Time has always been regarded by people as something that repeats itself, from the succession of days, nights and seasons, to that of ideas and patterns.
Time has always been regarded by people as something that repeats itself, from the succession of days, nights and seasons, to that of ideas and patterns. The belief that time repeats itself is so strong that some have imagined history as having the same quality. The time measurement, however, made people understand that they are cyclical, indeed, but that they do not return. It is the same with history. It may seem that one period is similar to another, but in fact it is not so. Although similar, people's lives are different, in different historical periods and are shaped by ideas.
The increasingly rigorous measurement of time has never stopped and it continues today. Archaeologists have shown that before the clock was invented, people measured time by guiding themselves to the position of the sun and the moon. Sundials, in the Stone Age, helped people organise their activities. Solar obelisks, water clocks, and ancient hourglasses had the same function. The mechanical clock was the object that revolutionized time measurement and perception, rationalized and divided it into subdivisions. Today's electronic and atomic clocks continue a tradition of thousands of years of measuring time.
Churches were the center of the medieval community in the West, and their high towers had intricate clockwork mechanisms that measured time. There was a time for the divine service, a time for work, a time for sleep and a time for relaxation and socialization. In Middle Ages, clockmakers took the manufacturing of clock towers to another level. In the Orthodox and later the Ottoman space, the places of worship did not have clocks, with the bells assuming that function. Time measurement was one of the Western models that entered the Romanian world at the beginning of the 19th century. Given that everything that would shape the Romanian society starting with the year 1800 came from the West, time measurement could not have come from elsewhere. Thus, the "Turkish" time as it was called, was replaced by the "European" time.
The adoption of the Western model of time measurement was a sign of emancipation, of the connection to the new and of taking distance from all that had been oriental and Phanariot. Historian Dorin Stănescu studied the entry of the Western time measurement model into the Romanian world of the 19th century. It also meant the emergence of the concept of public clock, the object that made it easy for anyone to organize activities.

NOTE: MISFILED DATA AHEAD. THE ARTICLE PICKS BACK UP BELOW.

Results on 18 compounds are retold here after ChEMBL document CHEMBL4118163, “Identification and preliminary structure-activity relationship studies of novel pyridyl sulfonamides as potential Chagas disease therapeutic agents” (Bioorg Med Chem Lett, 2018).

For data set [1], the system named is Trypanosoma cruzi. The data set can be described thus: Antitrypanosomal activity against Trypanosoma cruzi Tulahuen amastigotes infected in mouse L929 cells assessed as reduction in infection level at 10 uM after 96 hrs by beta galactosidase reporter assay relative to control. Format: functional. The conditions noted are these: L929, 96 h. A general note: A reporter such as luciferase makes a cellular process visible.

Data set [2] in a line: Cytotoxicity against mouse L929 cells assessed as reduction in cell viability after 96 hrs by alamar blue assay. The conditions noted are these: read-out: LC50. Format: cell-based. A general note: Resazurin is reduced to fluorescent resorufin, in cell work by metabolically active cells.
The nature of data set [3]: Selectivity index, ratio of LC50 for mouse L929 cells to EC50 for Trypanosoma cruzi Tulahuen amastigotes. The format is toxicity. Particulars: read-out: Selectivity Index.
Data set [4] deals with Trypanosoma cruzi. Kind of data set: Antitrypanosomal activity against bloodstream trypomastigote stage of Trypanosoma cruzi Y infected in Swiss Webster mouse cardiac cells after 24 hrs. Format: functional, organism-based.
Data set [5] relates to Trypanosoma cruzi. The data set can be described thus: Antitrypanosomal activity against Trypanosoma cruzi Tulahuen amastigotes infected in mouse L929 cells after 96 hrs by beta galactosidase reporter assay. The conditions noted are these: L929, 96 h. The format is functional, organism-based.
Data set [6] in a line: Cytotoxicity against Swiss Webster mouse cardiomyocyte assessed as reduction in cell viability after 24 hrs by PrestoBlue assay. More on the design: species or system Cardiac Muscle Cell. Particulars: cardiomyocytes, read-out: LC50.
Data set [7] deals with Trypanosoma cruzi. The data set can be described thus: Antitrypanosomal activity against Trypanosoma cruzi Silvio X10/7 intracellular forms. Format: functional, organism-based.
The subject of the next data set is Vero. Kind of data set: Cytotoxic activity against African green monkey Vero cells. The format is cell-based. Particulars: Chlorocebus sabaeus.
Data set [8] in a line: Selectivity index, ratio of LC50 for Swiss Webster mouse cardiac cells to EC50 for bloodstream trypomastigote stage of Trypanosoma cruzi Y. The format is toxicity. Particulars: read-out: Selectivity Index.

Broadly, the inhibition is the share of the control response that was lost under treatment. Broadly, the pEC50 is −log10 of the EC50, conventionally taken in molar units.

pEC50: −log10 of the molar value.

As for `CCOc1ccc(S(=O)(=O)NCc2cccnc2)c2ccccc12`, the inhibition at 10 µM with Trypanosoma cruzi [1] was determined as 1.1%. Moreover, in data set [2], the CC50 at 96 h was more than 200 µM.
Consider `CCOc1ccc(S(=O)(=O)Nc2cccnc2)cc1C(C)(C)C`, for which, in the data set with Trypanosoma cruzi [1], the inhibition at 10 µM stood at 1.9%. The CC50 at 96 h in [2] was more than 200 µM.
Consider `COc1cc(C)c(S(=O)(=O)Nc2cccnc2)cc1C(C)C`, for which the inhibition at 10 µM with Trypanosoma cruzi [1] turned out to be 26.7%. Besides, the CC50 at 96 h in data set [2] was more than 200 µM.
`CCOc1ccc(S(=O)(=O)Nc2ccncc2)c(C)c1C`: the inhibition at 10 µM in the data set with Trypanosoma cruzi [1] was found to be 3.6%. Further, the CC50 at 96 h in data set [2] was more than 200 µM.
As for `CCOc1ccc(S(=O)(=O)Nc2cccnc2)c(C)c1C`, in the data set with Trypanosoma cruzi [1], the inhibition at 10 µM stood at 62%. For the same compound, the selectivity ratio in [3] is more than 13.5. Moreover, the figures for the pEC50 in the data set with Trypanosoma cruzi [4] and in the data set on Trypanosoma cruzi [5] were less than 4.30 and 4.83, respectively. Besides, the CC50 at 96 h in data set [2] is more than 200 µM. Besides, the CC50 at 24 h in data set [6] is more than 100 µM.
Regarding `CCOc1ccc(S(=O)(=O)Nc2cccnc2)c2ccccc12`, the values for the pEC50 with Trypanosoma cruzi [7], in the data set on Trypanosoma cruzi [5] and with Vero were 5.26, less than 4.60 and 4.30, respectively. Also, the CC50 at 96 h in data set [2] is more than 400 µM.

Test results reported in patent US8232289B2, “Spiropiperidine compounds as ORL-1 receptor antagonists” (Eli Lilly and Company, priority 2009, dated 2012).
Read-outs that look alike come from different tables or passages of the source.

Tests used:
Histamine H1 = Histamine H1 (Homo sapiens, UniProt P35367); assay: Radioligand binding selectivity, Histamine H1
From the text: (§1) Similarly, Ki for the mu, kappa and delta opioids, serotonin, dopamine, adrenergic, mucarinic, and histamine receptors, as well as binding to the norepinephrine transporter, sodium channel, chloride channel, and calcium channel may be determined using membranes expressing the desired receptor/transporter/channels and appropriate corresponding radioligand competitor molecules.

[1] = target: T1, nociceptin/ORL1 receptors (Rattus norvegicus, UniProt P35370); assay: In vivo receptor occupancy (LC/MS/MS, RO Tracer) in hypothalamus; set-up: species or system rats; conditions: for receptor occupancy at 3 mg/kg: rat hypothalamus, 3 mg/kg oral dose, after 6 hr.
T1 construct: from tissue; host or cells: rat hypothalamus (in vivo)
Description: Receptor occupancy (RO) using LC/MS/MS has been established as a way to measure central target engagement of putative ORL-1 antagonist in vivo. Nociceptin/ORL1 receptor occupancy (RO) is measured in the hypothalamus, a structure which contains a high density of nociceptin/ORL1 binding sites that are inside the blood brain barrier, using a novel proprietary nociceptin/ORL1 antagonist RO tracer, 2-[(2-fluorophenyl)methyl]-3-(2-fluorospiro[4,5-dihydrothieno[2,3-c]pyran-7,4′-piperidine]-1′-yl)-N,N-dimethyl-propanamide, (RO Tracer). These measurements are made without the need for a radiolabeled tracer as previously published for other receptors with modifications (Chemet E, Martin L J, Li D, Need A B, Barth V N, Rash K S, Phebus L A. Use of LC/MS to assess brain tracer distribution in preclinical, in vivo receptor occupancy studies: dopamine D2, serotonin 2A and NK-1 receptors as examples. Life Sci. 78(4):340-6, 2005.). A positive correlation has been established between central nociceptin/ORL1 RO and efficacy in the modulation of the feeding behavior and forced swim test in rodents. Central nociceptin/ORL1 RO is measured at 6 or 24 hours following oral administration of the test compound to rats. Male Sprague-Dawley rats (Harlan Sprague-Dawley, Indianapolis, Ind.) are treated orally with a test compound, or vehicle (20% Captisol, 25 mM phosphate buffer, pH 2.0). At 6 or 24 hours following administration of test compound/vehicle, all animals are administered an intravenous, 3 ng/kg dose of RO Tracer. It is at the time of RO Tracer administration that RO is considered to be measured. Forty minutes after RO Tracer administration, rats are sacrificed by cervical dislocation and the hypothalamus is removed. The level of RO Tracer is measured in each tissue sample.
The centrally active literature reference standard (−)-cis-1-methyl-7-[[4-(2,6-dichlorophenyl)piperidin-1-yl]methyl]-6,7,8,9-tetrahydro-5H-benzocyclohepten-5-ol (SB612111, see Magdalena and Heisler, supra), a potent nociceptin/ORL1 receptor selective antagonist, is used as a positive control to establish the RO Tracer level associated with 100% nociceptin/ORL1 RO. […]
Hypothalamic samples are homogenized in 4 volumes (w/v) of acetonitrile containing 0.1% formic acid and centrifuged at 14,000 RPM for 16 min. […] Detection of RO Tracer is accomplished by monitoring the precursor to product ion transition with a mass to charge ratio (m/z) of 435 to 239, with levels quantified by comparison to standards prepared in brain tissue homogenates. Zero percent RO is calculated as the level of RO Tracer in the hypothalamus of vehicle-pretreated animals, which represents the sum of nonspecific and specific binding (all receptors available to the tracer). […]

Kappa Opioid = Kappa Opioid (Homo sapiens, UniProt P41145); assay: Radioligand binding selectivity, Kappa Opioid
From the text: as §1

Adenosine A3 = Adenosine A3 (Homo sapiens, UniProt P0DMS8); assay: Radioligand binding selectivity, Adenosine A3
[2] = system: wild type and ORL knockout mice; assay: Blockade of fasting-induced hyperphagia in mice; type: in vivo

Dorin Stanescu: “Public clocks entered late in the Romanian space. It was not until the 18th century that boyars began to buy clocks, and many well off people imitated them. The private clock, the public clock and the clock shop became part of the urban landscape and of everyday life. The Phanariot century in the Romanian principalities also meant borrowing the “Turkish” time model, brought here from the Ottoman Empire by the Greeks. Thus, time was calculated in keeping with the five daily prayers, the sunrise and the sunset. The European or German time measurement model will later replace the Turkish model. "
The adoption of the new model of time measurement was a gradual transition, taking into account a period of coexistence of the two models. Romanians started referring more frequently to the "European time" and change became inevitable as generations changed. As always, the model was adopted easier by the younger generations who presented it as a brand of their own identity, in order to distance themselves from the generations of their parents and grandparents.
Dorin Stănescu explains how people, although they adopted the new model, still referred to the “Turkish time” when they felt the need to report a special event, such as the earthquake of 1802: “The reports from the beginning of the 19th century are very interesting. They show us that people were connected to both the “Turkish” time and the “European” time. Historian Ilie Corfus has a book, entitled Notes from a long time ago, in which he mentions a series of notes from religious books in which people living in different periods wrote down their thoughts. I quote an example from 1802, of an occasional chronicler who wrote the following on the cover of a book: October 14, 1802, at 7 hours Turkish time and 12 hours German time, the earth shook on the day when I was at the fair in Targu Jiu. This need for accuracy is fascinating, as well as the way the chronicler refers to all known models of reporting time.
After 1848, all that meant the spirit and mentalities of the Phanariot century was given up and the a la turca model was no longer used. "Everything changed with the adoption of the model of European time reporting. People planned their work better and the 8-hour working day concept spread. The emergence of railways and trains contributed to the accuracy of time measurement.